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Too many times, candidates will leave an interview with the belief they’ve not only done all they can, but that “all they can” should be enough for an impressive job offer. Some even wager they’ll receive a phone call, complete with an offer, before they make it back home. Nothing could further from the truth, says A. Harrison Barnes, career coach and president of “Employers aren’t in any hurry to make a quick decision these days, regardless of whether or not any one candidate hits it out of the park”, says Barnes. Today, because there are many more candidates than there are jobs, employers are reveling in the shift. They’re being far more cautious because of the expense involved with hiring a new employee. So check your ego and don’t forget your manners.

Don’t call the interviewer!  Not when you arrive home and not the next day. It’s not the right path you should be taking if another holds your dream job in his hands. A. Harrison Barnes says it’s likely going to come across as frustrating and your efforts of asserting yourself will be anything but. Instead, compose a simple thank you card or letter for mailing. Some career counselors say email is acceptable while others say the effort snail mail requires speaks volumes. Trust your instinct, but remember to keep it short, professional and appropriate.

Another temptation you should resist is the urge to friend an interviewer on Facebook or follow him or her on Twitter. It just feels icky and puts them on the spot. It’s also a sure fire way to not receive a job offer and if you think it’s not that big of a deal, think again. It is.

Also, the founder says a new trend is quickly becoming popular – but it’s as wrong as friending someone on Facebook. Many interviewers are receiving gifts the day after an interview. As one human resources manager for a cellular company said, “I know the job market’s tight and the candidates know there’s only one or two openings, but it’s inappropriate for them to send candy, flowers or even gift cards for the local Chinese restaurant. I can’t accept these gifts from vendors and I can’t accept them from anyone else if it’s work related”. This leaves your interviewer in an awkward position, says Barnes and it’s not going to work to your advantage.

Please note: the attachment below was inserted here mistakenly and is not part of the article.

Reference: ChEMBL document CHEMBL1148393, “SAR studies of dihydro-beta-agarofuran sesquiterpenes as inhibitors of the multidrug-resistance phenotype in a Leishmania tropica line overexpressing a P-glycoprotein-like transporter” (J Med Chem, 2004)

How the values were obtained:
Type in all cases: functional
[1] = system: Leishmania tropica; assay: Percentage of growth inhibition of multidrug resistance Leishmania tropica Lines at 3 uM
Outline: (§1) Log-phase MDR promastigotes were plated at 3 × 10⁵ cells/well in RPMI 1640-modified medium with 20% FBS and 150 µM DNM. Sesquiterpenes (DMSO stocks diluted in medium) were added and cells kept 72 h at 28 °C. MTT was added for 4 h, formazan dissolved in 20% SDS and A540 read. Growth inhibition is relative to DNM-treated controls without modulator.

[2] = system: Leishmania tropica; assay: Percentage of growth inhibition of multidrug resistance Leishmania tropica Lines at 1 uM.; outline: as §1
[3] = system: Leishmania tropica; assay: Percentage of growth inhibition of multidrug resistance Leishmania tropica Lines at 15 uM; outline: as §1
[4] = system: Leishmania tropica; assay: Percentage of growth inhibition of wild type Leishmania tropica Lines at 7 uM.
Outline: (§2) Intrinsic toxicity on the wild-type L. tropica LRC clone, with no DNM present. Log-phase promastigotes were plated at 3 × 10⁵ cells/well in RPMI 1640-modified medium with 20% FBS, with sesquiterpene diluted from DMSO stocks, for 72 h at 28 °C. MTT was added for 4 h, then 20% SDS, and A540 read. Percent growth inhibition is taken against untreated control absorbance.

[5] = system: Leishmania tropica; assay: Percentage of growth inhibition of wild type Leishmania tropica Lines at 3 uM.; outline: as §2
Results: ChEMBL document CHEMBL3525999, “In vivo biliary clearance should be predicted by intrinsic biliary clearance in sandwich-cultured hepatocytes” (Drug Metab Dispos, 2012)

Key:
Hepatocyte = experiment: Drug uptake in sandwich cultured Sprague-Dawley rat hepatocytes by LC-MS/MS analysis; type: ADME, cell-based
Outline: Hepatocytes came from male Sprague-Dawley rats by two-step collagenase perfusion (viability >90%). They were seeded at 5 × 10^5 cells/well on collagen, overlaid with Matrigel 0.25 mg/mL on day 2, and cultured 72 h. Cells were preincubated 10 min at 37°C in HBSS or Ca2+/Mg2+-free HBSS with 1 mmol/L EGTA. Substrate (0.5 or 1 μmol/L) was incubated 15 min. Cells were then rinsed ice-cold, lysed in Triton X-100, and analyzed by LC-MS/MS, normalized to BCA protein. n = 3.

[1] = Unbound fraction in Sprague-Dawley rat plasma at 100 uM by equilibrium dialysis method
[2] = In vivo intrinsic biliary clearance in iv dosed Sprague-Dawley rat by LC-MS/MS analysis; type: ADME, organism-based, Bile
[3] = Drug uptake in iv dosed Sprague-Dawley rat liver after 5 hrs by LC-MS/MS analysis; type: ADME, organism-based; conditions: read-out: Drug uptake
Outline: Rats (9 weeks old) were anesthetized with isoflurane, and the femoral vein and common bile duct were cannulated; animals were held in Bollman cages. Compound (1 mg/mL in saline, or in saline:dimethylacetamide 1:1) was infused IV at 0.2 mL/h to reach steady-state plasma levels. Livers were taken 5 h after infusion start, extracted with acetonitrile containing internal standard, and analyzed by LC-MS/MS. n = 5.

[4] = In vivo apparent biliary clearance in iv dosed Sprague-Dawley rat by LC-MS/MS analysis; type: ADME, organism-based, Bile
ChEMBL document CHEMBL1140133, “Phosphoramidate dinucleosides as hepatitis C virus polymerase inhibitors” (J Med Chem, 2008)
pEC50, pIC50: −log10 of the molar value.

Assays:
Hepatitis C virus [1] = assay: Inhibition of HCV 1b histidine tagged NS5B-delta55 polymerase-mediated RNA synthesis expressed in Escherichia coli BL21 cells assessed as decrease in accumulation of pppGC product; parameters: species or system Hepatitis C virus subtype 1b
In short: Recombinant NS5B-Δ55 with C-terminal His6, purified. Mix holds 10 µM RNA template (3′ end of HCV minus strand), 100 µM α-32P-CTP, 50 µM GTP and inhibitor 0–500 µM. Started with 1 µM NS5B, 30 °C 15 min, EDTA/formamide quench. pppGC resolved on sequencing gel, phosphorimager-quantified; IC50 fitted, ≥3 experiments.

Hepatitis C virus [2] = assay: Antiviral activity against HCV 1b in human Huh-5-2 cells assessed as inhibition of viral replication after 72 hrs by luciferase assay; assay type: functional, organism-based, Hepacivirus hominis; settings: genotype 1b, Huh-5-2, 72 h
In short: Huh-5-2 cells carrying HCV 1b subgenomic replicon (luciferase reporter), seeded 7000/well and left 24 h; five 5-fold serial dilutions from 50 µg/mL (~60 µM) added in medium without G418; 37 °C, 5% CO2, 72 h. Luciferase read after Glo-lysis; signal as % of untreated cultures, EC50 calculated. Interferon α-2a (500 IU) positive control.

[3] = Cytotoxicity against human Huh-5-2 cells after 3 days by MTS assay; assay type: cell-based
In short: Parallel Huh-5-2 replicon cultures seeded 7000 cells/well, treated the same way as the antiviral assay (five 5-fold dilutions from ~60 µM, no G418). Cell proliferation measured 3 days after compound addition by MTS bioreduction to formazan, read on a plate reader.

Again, Barnes strongly cautions job seekers to keep their efforts to a minimum. A simple thank you card is sufficient; in fact, it’s the only thing you should do. Don’t knock yourself out of the running because you’re too aggressive in your efforts.

Take a deep breath, slow down and compose your thank you note that reiterates the high points of the time you spent together during the interview. If there was something you had in common, and you can eloquently bring it up, do so. Something like, “I thought I was the only one who still believes ABC Team has a shot at the title this year. It’s great meeting the only other person on the planet who thinks so, too” is just the right personal touch.

Didn’t get the job?  Chalk it up to an experience that improved your interviewing skills and move on.

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